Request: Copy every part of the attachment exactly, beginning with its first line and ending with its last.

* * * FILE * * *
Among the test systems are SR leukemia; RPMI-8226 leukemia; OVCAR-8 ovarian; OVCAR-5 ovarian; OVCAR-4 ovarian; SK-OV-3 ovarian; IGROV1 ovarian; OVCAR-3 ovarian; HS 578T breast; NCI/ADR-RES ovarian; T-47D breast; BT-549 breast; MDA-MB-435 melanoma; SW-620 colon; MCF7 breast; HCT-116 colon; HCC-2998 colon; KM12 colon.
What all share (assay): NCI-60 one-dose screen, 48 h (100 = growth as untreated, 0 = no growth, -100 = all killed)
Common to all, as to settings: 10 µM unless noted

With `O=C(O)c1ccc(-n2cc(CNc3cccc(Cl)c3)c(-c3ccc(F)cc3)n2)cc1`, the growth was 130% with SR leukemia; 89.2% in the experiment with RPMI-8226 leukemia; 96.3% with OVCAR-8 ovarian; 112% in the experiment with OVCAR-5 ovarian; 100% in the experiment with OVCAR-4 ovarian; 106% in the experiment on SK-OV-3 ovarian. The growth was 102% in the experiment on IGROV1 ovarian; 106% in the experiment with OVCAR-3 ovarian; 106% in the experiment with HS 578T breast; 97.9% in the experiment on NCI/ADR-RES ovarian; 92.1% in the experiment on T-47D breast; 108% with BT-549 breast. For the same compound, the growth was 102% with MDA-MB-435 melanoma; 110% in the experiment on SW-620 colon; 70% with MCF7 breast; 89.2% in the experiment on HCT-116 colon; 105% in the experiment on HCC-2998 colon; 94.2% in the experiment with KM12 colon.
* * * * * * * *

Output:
Among the test systems are SR leukemia; RPMI-8226 leukemia; OVCAR-8 ovarian; OVCAR-5 ovarian; OVCAR-4 ovarian; SK-OV-3 ovarian; IGROV1 ovarian; OVCAR-3 ovarian; HS 578T breast; NCI/ADR-RES ovarian; T-47D breast; BT-549 breast; MDA-MB-435 melanoma; SW-620 colon; MCF7 breast; HCT-116 colon; HCC-2998 colon; KM12 colon.
What all share (assay): NCI-60 one-dose screen, 48 h (100 = growth as untreated, 0 = no growth, -100 = all killed)
Common to all, as to settings: 10 µM unless noted

With `O=C(O)c1ccc(-n2cc(CNc3cccc(Cl)c3)c(-c3ccc(F)cc3)n2)cc1`, the growth was 130% with SR leukemia; 89.2% in the experiment with RPMI-8226 leukemia; 96.3% with OVCAR-8 ovarian; 112% in the experiment with OVCAR-5 ovarian; 100% in the experiment with OVCAR-4 ovarian; 106% in the experiment on SK-OV-3 ovarian. The growth was 102% in the experiment on IGROV1 ovarian; 106% in the experiment with OVCAR-3 ovarian; 106% in the experiment with HS 578T breast; 97.9% in the experiment on NCI/ADR-RES ovarian; 92.1% in the experiment on T-47D breast; 108% with BT-549 breast. For the same compound, the growth was 102% with MDA-MB-435 melanoma; 110% in the experiment on SW-620 colon; 70% with MCF7 breast; 89.2% in the experiment on HCT-116 colon; 105% in the experiment on HCC-2998 colon; 94.2% in the experiment with KM12 colon.